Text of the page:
On Jan. 2 of this year, Penn State offensive lineman Connor McGovern announced he was giving up his final year of collegiate eligibility to enter the 2019 NFL Draft. As it turns out, that decision had its roots in something that happened in January of 2016.
Back then, McGovern was one of four true freshmen who graduated from high school early so they could enroll at Penn State for the 2016 spring semester. That became not only a springboard for McGovern’s playing career — allowing him to emerge as a rare first-year starter on the offensive line — it also got things rolling academically.
McGovern’s father, Jim, is the superintendent of the Lake-Lehman (Pa.) School District, so obviously the family takes education very seriously. And the younger McGovern now admits that without the head start in the class room at PSU, he more than likely would have been returning for his senior season.
“Very important,” he said when asked about the impact education had on his NFL decision. “My parents made sure I would get my degree sometime very shortly. If I would have been a little farther away from graduation, that probably would have had a bigger effect (in returning).”
As it stands, McGovern still does not have his degree in agricultural business management. But he is close to earning it.
“I would have graduated this semester, so I’ll graduate in the summer now — online,” he explained. “I’m only 19 credits away from graduation. … I only have one major class and a math. Everything else is gen ed. So it’s pretty easy to get done in the summer.”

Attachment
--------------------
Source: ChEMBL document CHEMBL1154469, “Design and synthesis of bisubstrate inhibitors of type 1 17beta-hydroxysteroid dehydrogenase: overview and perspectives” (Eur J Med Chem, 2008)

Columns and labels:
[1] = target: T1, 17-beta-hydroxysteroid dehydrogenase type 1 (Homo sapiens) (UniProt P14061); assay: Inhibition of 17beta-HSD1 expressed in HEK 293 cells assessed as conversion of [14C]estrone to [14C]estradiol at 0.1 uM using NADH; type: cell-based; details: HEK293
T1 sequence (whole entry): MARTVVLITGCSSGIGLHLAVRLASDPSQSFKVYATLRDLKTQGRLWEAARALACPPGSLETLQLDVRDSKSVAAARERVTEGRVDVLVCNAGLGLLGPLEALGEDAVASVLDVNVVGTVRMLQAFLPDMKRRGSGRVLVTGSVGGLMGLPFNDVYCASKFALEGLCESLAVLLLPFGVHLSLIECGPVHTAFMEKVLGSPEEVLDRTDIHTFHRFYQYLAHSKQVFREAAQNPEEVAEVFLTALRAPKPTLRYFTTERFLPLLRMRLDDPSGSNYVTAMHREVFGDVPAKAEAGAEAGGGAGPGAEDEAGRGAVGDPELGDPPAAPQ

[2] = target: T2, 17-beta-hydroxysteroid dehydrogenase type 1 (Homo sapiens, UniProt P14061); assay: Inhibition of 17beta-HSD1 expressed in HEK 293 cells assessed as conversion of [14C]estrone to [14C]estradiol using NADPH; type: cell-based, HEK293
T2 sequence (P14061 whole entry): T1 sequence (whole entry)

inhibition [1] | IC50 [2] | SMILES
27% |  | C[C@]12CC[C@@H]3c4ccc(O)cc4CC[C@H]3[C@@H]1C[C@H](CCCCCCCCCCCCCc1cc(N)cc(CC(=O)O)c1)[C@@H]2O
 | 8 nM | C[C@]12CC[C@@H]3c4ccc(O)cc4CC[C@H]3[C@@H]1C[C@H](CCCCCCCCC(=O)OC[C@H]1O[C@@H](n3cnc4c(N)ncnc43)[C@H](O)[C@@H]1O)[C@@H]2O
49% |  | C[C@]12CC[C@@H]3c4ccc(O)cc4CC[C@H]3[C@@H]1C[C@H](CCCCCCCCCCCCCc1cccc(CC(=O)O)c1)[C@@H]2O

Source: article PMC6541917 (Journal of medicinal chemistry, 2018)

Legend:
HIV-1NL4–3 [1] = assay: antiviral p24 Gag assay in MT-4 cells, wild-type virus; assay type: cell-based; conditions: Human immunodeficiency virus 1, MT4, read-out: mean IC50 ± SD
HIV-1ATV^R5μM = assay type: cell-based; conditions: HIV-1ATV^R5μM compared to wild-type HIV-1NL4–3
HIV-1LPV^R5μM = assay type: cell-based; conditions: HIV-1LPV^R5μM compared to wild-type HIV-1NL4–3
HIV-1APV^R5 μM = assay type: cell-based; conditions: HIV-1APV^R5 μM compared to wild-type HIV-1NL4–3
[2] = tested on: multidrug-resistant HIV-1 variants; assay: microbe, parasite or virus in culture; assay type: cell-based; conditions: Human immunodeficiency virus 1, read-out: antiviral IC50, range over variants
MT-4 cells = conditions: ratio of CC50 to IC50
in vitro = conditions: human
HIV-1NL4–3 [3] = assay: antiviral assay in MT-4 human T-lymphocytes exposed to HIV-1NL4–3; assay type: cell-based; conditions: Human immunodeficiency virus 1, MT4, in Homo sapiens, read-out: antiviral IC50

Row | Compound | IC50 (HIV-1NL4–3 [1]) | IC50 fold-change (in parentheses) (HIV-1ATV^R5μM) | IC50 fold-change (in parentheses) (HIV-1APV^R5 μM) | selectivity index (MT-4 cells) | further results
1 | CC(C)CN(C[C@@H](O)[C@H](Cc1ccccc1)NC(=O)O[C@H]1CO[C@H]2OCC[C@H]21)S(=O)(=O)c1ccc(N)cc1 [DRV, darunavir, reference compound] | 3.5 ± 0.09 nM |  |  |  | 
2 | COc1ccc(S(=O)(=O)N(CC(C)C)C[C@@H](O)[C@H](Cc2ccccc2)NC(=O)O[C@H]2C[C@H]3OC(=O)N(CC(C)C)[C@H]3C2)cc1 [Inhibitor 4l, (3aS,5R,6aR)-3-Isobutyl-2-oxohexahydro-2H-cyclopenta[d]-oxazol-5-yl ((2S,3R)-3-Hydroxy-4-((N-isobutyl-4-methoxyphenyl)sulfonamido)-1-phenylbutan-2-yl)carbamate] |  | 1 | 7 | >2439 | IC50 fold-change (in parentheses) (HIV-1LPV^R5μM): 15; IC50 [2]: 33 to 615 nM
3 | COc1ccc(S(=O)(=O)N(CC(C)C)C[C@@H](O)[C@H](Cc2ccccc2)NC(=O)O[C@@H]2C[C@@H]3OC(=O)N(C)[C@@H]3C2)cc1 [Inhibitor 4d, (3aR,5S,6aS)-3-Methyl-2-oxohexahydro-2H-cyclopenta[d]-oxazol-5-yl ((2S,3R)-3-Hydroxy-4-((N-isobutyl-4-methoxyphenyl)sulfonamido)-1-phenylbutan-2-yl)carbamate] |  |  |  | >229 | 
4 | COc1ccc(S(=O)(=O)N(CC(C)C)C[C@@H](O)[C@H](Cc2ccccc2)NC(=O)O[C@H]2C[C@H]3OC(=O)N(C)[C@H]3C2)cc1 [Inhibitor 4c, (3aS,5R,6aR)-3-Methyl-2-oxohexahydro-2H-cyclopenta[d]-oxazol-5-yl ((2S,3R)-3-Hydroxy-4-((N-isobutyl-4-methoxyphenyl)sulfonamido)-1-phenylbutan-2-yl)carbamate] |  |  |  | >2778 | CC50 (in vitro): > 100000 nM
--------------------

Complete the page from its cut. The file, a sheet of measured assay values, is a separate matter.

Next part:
McGovern took off this semester so he could train, and then compete in the NFL Combine and later Penn State’s March 19 Pro Day. That was all in anticipation of the NFL Draft, which will take place April 25-27 in Nashville.
After Pro Day, the grind of trying to impress scouts on the field was finally complete. McGovern’s plans were simple.
“Working out here at Penn State,” he said. “Then wherever I get flown out to, whatever meetings I have, I’ll take care of that.”
Mock drafts have McGovern being anything from a second- to fourth-round pick. He gets the sense it will be the former as opposed to the latter. Why?
“I think my versatility is a big factor for it, and just how I’m able to play all five positions and do it well — especially the interior three,” he said.
He’s going to find out soon enough. McGovern plans to have a draft party with his extended family at a bar near his hometown of Larksville, Pa.
“I think that’s gonna be a very hectic and chaotic time, but a great day in my life — one of the best moments, I think,” he said.
And one that will stem in part from his decision to enroll early at Penn State back in January of 2016.